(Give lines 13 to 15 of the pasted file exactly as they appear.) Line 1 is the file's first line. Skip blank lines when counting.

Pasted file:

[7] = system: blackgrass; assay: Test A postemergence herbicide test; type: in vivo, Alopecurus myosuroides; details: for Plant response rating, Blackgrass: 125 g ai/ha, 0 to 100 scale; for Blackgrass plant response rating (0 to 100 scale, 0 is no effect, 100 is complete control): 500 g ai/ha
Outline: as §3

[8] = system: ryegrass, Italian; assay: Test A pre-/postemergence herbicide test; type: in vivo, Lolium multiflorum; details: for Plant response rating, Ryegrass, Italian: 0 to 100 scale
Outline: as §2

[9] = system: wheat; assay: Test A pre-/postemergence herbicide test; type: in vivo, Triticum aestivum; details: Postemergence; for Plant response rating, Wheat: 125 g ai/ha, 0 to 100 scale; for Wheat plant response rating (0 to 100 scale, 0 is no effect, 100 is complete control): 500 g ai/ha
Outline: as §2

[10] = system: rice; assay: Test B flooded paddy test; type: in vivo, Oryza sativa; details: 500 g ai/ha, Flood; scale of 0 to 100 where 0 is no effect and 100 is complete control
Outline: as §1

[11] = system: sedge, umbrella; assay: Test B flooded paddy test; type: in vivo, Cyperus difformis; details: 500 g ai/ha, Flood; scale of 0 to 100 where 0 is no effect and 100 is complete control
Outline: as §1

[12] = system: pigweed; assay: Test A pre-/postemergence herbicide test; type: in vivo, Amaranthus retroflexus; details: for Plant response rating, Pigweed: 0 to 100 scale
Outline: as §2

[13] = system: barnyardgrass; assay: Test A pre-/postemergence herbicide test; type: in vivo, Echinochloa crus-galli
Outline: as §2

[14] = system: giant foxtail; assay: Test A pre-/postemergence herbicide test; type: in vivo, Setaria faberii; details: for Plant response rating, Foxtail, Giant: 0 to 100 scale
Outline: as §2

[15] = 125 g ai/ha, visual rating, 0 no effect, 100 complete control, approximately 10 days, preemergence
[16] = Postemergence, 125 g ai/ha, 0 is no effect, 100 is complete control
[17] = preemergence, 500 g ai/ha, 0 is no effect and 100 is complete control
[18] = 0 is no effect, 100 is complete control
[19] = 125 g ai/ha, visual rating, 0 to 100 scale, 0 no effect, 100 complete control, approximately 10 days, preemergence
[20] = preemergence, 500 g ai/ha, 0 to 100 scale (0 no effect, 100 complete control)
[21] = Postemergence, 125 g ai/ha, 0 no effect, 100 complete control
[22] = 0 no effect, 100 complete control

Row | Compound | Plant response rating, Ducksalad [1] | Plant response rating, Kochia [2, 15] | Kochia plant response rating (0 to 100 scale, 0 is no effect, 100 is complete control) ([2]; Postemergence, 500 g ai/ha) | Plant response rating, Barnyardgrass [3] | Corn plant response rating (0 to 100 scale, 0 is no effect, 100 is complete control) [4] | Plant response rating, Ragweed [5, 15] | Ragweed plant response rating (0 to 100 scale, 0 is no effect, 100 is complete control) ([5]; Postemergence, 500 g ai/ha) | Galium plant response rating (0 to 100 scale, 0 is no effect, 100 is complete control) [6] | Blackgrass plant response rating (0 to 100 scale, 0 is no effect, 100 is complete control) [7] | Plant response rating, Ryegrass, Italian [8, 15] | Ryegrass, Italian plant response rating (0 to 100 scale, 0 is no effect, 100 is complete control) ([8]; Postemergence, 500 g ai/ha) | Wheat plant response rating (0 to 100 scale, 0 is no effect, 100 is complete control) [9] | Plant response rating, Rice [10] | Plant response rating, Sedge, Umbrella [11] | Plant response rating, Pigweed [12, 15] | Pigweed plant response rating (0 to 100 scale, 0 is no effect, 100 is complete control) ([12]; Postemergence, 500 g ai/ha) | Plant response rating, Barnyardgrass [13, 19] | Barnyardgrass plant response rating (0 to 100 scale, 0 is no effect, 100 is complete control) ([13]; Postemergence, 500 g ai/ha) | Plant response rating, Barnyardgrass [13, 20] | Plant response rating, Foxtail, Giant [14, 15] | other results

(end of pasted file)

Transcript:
[13] = system: barnyardgrass; assay: Test A pre-/postemergence herbicide test; type: in vivo, Echinochloa crus-galli
Outline: as §2

[14] = system: giant foxtail; assay: Test A pre-/postemergence herbicide test; type: in vivo, Setaria faberii; details: for Plant response rating, Foxtail, Giant: 0 to 100 scale